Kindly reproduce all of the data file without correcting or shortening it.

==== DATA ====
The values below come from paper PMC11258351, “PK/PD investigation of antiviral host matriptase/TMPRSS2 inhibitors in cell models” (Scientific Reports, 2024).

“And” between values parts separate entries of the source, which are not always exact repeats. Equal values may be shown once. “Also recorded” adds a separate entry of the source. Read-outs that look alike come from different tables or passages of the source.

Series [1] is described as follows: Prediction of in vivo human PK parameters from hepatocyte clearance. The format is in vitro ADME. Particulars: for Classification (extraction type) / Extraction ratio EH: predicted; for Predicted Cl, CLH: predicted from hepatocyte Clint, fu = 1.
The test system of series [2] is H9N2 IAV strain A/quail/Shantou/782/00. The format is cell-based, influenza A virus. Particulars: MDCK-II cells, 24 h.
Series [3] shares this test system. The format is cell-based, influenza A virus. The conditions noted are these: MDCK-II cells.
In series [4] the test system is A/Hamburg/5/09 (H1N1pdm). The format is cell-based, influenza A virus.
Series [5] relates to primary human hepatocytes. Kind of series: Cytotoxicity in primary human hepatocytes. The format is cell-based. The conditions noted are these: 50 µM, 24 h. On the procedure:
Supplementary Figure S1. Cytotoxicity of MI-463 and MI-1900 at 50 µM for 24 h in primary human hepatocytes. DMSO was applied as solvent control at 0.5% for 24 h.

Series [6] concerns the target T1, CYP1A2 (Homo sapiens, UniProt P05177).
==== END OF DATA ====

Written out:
The values below come from paper PMC11258351, “PK/PD investigation of antiviral host matriptase/TMPRSS2 inhibitors in cell models” (Scientific Reports, 2024).

“And” between values parts separate entries of the source, which are not always exact repeats. Equal values may be shown once. “Also recorded” adds a separate entry of the source. Read-outs that look alike come from different tables or passages of the source.

Series [1] is described as follows: Prediction of in vivo human PK parameters from hepatocyte clearance. The format is in vitro ADME. Particulars: for Classification (extraction type) / Extraction ratio EH: predicted; for Predicted Cl, CLH: predicted from hepatocyte Clint, fu = 1.
The test system of series [2] is H9N2 IAV strain A/quail/Shantou/782/00. The format is cell-based, influenza A virus. Particulars: MDCK-II cells, 24 h.
Series [3] shares this test system. The format is cell-based, influenza A virus. The conditions noted are these: MDCK-II cells.
In series [4] the test system is A/Hamburg/5/09 (H1N1pdm). The format is cell-based, influenza A virus.
Series [5] relates to primary human hepatocytes. Kind of series: Cytotoxicity in primary human hepatocytes. The format is cell-based. The conditions noted are these: 50 µM, 24 h. On the procedure:
Supplementary Figure S1. Cytotoxicity of MI-463 and MI-1900 at 50 µM for 24 h in primary human hepatocytes. DMSO was applied as solvent control at 0.5% for 24 h.

Series [6] concerns the target T1, CYP1A2 (Homo sapiens, UniProt P05177).